A camper is a kiddo who is first through sixth grade and is at camp to have fun, make friends, and learn some stuff.
A Tagalong is the sibling of a camper ages 3-5, who is hanging out so that their adult can volunteer. Tagalongs must be potty-trained. Our Tagalongs get totally spoiled, btw.
We also have a Boys unit. Kiddos in the Boys unit are the brother of a camper, aged 5-13, who is hanging out at camp while their adult is volunteering and their sibling is in a grade-level camper unit having fun. Boys get to do all the stuff the campers do - archery, slingshots, outdoor cooking, knife and fire safety, etc. We spoil them, too.
A volunteer is an adult 18 years or older, who is a registered Adult with our Council (which means background checked) who is here to help the CAs as they lead units or activities. Adults are on site to support our CAs and work with them, not to lead themselves. Adults help guide, encourage, suggest, and yes, intervene if necessary.
A CA is the same as the term other camps use: PA. We use CA= Camper Aide. Girl Scouts uses PA = Program Aide. Each refers to the older kiddos who have gone through specific training in how to lead younger campers. It's just a reflection on how we see our older kiddos. They are there for the campers, not to teach a specific program. It's the exact same thing, and we realize, a bit confusing. Girl Scouts is a bit specific on who can be called a PA, since they require two years of leading to earn that title. We do have quite a few who have earned their PA status, but we don't differentiate. It helps with the teen leaders feeling more cohesive.
A PAIT is a PA In Training, that's how our older kiddos get trained to lead. Campers transition from a camper who's there for the fun of it to a leader of a unit or activity by going through PAIT training the summer before 7th grade. It can be an interesting time for the PAITs. They are learning to balance having the fun they are used to at camp with the responsibilities of leadership. They learn that our CAs still have a ton of fun at camp, even when they are leading. At the end of the week, our PAITs level up to be considered a CA and ready to lead the next summer.
Going through our PAIT program also qualifies our older kiddos to participate in the Girl Scout PA program, which happens all over the council, allowing our older kiddos many opportunities for leadership. PAIT training happens at almost every Girl Scout Day and Overnight camp - your kiddo can use the training they receive at Wil-LO-Linn to prove their qualifications to lead at another Day or Overnight camp.
PAIT training is very similar in each place, but each camp also gets the opportunity to highlight their own special traditions, history, and culture. For example, the PAITs who go through our training must really learn all their Outdoor Skills (since we are an Outdoor Skills-based camp) very well, so they can teach those skills the next summer. Other camps may focus more on general teaching or leadership strategies, since their camp may change activities each year, depending on the badges they are focused on.
Most likely yes, especially if you fill out a request during registration, your camper will have one or two of their requested troopmates in their unit with them. However, we ON PURPOSE do not put whole troops together. Why? Remember that we 'make new friends, but keep the old'. We want the kiddos to make new friends and have fun. Units of the same grade level often will hang out right next to each other, so any troopmates not in their unit won't be far. We also don't want kiddos who are NOT in the troop but are in the unit feeling left out of the group. We have found that it works best to mix things up.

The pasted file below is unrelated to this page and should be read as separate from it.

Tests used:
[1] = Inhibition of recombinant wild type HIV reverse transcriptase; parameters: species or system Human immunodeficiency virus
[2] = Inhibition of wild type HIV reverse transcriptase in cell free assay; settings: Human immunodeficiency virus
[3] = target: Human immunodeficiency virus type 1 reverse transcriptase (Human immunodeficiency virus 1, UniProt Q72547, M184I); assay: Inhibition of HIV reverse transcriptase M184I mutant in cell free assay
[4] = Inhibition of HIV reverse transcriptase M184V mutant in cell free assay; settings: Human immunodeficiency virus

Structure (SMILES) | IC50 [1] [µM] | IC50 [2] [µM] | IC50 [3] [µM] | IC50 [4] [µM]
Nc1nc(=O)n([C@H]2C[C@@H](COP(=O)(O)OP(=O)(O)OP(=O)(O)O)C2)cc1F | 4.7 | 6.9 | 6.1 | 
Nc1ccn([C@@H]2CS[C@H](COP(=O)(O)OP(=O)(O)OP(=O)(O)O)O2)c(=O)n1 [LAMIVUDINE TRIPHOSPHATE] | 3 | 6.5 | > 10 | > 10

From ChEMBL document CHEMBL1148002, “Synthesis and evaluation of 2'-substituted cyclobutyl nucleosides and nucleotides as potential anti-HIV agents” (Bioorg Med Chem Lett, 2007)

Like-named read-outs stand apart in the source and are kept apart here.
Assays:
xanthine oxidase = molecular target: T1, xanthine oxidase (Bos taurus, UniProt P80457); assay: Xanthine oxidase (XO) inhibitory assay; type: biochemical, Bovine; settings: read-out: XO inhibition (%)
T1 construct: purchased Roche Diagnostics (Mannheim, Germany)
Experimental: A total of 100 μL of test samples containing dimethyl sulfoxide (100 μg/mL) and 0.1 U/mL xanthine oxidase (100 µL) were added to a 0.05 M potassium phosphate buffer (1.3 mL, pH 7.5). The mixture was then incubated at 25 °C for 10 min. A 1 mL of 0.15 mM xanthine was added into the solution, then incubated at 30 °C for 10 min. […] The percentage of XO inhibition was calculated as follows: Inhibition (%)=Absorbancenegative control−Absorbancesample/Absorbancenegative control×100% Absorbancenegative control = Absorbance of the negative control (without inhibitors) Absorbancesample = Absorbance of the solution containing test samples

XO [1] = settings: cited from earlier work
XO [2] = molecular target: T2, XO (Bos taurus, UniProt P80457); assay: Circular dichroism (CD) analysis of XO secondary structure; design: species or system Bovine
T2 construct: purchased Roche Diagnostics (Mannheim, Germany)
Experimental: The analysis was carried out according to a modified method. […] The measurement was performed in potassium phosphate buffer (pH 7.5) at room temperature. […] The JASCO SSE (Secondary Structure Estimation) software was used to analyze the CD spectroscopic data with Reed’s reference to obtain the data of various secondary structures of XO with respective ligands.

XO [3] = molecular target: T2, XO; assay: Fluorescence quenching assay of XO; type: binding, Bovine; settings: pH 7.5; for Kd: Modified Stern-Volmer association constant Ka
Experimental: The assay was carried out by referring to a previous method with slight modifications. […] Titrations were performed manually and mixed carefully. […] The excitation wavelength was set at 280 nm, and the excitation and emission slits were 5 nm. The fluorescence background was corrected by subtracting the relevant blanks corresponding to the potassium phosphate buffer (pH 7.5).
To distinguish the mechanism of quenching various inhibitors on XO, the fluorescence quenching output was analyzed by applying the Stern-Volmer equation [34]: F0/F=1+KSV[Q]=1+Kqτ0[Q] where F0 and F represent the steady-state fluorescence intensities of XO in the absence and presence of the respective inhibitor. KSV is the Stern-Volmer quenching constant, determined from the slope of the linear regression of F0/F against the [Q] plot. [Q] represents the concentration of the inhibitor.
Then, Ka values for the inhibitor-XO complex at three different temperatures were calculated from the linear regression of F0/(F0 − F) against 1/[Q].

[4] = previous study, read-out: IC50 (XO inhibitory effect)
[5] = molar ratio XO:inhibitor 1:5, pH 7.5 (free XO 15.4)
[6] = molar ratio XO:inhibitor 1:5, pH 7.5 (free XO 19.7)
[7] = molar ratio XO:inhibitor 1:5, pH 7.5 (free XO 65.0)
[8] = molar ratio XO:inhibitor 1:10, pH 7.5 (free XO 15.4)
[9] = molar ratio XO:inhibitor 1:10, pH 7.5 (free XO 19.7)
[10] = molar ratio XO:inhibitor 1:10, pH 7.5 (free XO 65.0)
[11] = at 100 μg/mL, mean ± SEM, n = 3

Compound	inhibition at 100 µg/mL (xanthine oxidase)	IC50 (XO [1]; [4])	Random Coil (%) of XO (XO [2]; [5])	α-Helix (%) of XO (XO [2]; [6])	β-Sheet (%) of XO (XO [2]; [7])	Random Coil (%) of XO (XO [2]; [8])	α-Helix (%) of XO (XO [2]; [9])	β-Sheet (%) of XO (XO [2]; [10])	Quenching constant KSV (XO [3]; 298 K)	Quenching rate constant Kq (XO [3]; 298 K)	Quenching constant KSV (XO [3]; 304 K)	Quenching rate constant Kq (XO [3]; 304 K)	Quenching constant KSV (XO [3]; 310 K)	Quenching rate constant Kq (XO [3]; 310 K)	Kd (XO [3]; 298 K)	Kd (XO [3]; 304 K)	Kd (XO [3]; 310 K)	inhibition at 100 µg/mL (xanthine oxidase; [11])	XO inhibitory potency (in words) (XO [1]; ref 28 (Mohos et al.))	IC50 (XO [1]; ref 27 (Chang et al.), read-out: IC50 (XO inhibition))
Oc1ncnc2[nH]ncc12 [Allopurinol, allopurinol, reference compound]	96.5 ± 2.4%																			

We experimented with a 4-day camp week in 2022 and found it works well. Camp Wil-LO-Linn has always been held the last full week of June, but this often means we bump up against the Fourth of July weekend. In 2022, it meant that our last day of camp would have been July 1st. We knew we would have a very empty camp that last day, and the last day is the BEST one of all! We didn't want anyone to miss out. Plus, over the years, we have been told countless times that a camper will be there every day BUT Friday, so the family can leave for the holiday. Or, that adults didn't enroll their camper because they would miss that Friday. So, we rolled with it.
At the end of camp last year, we asked the adult volunteers and CAs how they liked the 4-day week, and it was met with overwhelming approval. The CAs further suggested that we move the optional overnight to the Thursday of camp (the last full day), with pick up Friday morning. Previously, we had a full day of camp after the overnight and it was NOT FUN for the CAs or campers - everyone was overtired and cranky. The CAs specifically said they thought that moving the overnight would make the last day of camp run much smoother, with both happier campers and CAs.
Our schedule for the 2023 camp season is:
The bus costs an additional $45.
We usually have three bus stops in West Linn and Lake Oswego, to eliminate that drive and traffic in the parking lot as much as possible. There is an option to pick a bus stop in the the Registration.
Bus stops are usually at:
Riverwest Church 2000 Country Club Rd Lake Oswego, OR
Rosemont Ridge Middle School (RRMS) 20001 Salamo Rd West Linn, OR
Lakeridge High School 1235 Overlook Drive Lake Oswego, OR
Bus pick ups range from 7:50 for the Lakeridge stop to 8:15 or 8:20 for Rosemont and Riverwest.
Drop offs in the afternoon range from 3:30 or 3:40 at Riverwest and Rosemont to 3:55 at Lakeridge.
Riding the bus can be cool and fun. CAs who also ride sing songs with the campers and generally have a good time.